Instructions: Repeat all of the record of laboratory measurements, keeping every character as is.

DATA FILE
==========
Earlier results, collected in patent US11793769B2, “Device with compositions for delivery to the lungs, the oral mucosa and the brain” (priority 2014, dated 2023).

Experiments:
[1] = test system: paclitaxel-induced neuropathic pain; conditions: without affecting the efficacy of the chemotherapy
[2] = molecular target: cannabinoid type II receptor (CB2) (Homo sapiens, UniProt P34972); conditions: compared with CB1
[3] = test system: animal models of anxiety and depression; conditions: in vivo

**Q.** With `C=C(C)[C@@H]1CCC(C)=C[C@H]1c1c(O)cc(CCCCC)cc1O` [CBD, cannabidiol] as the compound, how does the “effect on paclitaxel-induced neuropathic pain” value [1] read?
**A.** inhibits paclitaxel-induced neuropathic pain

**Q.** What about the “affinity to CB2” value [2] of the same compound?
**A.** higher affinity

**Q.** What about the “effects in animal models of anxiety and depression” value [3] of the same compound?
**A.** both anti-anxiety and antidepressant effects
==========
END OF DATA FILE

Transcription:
Earlier results, collected in patent US11793769B2, “Device with compositions for delivery to the lungs, the oral mucosa and the brain” (priority 2014, dated 2023).

Experiments:
[1] = test system: paclitaxel-induced neuropathic pain; conditions: without affecting the efficacy of the chemotherapy
[2] = molecular target: cannabinoid type II receptor (CB2) (Homo sapiens, UniProt P34972); conditions: compared with CB1
[3] = test system: animal models of anxiety and depression; conditions: in vivo

**Q.** With `C=C(C)[C@@H]1CCC(C)=C[C@H]1c1c(O)cc(CCCCC)cc1O` [CBD, cannabidiol] as the compound, how does the “effect on paclitaxel-induced neuropathic pain” value [1] read?
**A.** inhibits paclitaxel-induced neuropathic pain

**Q.** What about the “affinity to CB2” value [2] of the same compound?
**A.** higher affinity

**Q.** What about the “effects in animal models of anxiety and depression” value [3] of the same compound?
**A.** both anti-anxiety and antidepressant effects